Pet Sematary Review

A few years ago, I gave a glowing review to the engaging adaptation of Stephen King’s IT (which is now retroactively referred to as IT: Chapter One) which once again ignited interest in Mr King’s works.

There really seems to be no middle ground with Stephen King adaptations, they’re either very, very good (Green Mile, Shawshank Redemption and the original Carrie) or really, really bad (Christine, Maximum Overdrive and 2013’s Carrie) there’s a Yin and a Yang, so if IT is the Yin, does that give away my opinion of Pet Sematary?

Story

The Creed family move from Boston to the smaller town of Ludlow, and find that their house is situated right next to a pet cemetery, and that the town has a ritual of burying their pets there, unfortunately, the dead don’t stay dead in this graveyard.

Verdict

There’s a line of dialogue in this film which I find sums the film up perfectly: “sometimes, Dead is better.”

Okay so with my hand laid down so hard that I’ve knocked over the poker table, I might as well come out and say it: I really, really, really did not like this film.

Remember a few weeks ago, when reviewing Us when I said the best horror builds atmosphere and doesn’t rely on cheap jump scares? Well, the screenwriters of this film could have done well to have read that. A broom falling over in the wind can make people jump, doing so in a horror film is as appealing as a Gary Glitter comeback tour.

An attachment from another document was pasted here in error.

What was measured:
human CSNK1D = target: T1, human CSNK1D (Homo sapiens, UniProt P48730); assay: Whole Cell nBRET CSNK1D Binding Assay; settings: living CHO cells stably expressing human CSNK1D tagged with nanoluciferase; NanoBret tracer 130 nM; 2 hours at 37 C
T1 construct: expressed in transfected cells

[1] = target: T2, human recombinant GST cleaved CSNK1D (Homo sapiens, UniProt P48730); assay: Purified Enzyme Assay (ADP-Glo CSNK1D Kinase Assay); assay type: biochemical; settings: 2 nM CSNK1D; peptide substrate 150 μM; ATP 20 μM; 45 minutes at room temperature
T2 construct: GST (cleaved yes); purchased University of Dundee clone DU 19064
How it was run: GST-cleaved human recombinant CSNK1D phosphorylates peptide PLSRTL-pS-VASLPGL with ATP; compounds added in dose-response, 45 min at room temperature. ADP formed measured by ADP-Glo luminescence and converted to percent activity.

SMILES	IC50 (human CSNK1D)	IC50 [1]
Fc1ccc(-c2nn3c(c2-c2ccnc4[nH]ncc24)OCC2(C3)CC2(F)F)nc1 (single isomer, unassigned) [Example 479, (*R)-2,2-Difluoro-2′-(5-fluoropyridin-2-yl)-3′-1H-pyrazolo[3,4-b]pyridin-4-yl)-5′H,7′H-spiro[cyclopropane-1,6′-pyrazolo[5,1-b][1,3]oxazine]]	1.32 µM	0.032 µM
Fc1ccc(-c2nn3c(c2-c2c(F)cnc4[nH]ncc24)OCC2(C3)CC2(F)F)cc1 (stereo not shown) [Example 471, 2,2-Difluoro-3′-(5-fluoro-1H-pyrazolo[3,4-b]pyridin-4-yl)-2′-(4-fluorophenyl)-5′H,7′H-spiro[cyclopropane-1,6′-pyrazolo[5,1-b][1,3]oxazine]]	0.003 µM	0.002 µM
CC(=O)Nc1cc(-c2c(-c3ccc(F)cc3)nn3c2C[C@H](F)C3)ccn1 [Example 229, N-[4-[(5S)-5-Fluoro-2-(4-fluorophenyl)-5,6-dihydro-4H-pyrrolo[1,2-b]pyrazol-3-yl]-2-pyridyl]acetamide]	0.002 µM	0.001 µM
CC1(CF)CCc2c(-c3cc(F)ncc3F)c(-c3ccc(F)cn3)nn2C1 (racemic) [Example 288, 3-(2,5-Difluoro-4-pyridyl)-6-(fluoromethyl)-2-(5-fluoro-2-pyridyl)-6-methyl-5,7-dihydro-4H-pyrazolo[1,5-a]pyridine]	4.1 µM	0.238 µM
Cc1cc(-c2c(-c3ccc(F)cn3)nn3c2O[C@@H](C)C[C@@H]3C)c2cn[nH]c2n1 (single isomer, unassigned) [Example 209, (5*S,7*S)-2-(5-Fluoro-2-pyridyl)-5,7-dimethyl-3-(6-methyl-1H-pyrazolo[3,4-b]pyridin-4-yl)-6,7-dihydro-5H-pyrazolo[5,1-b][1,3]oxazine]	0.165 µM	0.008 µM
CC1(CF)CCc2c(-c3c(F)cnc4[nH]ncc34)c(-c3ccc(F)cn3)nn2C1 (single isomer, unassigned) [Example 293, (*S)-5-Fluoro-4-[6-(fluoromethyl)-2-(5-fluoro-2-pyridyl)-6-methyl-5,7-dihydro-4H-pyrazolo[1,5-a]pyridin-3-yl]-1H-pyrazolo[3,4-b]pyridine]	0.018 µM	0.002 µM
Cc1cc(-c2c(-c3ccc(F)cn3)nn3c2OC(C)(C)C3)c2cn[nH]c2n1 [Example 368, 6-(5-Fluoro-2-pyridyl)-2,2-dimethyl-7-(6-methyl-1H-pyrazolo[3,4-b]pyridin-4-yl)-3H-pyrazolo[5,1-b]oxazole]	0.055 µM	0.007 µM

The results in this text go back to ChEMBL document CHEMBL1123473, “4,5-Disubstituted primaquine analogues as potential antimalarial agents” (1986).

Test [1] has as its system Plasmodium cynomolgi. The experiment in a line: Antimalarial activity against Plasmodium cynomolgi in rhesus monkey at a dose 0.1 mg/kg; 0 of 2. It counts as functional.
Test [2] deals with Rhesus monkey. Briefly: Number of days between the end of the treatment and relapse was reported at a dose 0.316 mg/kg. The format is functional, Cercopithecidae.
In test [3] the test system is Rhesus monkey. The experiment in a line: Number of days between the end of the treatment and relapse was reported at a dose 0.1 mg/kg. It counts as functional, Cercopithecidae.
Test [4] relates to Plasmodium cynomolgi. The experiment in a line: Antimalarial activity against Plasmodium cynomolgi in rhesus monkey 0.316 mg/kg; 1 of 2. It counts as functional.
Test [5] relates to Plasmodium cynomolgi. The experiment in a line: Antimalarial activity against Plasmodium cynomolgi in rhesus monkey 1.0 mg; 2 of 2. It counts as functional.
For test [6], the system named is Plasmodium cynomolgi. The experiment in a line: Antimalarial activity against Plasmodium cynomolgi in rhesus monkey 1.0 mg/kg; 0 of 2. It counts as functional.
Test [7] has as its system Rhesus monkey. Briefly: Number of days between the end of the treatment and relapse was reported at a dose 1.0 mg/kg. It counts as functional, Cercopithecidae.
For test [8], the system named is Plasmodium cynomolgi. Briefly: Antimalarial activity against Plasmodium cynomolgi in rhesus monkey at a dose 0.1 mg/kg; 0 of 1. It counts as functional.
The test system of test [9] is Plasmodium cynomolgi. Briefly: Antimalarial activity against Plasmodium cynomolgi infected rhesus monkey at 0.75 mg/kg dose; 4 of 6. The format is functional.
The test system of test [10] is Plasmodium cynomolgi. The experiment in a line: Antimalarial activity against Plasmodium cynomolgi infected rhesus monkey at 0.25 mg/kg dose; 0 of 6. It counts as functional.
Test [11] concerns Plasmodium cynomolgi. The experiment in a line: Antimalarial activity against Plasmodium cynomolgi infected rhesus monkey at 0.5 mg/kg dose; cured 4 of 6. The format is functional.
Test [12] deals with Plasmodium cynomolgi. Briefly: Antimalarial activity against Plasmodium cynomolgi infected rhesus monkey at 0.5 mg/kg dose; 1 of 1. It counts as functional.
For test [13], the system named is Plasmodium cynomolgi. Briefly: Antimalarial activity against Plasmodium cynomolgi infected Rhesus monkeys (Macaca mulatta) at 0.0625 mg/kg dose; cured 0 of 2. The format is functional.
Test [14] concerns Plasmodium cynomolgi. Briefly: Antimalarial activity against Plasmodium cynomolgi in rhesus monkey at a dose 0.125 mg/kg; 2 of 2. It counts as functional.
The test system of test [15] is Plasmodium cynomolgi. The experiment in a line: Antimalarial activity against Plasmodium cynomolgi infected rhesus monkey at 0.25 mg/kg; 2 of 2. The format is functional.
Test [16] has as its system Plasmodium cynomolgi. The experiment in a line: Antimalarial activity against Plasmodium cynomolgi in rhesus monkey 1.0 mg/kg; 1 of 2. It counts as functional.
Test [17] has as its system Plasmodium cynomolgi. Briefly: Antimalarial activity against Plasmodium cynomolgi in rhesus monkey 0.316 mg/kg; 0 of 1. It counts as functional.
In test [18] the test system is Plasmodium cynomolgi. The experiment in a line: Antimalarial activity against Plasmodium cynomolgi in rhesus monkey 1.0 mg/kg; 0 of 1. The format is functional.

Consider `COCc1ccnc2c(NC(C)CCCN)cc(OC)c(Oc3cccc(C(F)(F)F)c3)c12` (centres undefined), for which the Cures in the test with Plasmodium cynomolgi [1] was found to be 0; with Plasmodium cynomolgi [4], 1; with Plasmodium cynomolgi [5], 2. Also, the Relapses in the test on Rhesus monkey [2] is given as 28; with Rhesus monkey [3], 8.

I remember thinking that IT had reasons to exist, it updated the story and did some new films, with Pet Sematary, however, it feels as though we’ve seen everything it has to offer at least a handful of times. Firstly, it’s to do with things coming back from the dead, which is as familiar a setting as my living room at this point, yes they’re not strictly speaking zombies, but are there any logical differences?

I feel bad for mauling this film as severely so far, as the acting performances are the shining diamond in the turd mountain. Jason Clarke is leading the film, while he can seem a bit bland, there is something I like about him, he seems very adaptable, I remember liking him in The Aftermath, not long ago. John Lithgow also plays Jud, the closest this film comes to an interesting character.

The direction is also very uninspired, adding very little to the films atmosphere with its visuals instead going for a cheap shocking visual, there’s a particular scene involving some guy whose brain is hanging out and it looks like he has a bowl of jelly in the side of his head. It’s immediate comparison to IT again does it no favours, and that was very tactfully shot for maximum tension, this just offers uninspired, hackneyed visuals.

So, we have: the undead, jump scares, and a creepy child, and what does this combination lead us to? A film without a single original thought in its head, much less an entertaining one. It has no concept of tension or pacing, it just blasts you in the face as soon as you walk in, like an obnoxious roommate.

Upon doing some research, I discovered that this is the first of many Stephen King adaptations to be released this year, and it sets a pretty depressingly low bar, a bar that I hope can be easily surpassed later this year by IT: Chapter Two, as for this film; well, some adaptations are best left buried.

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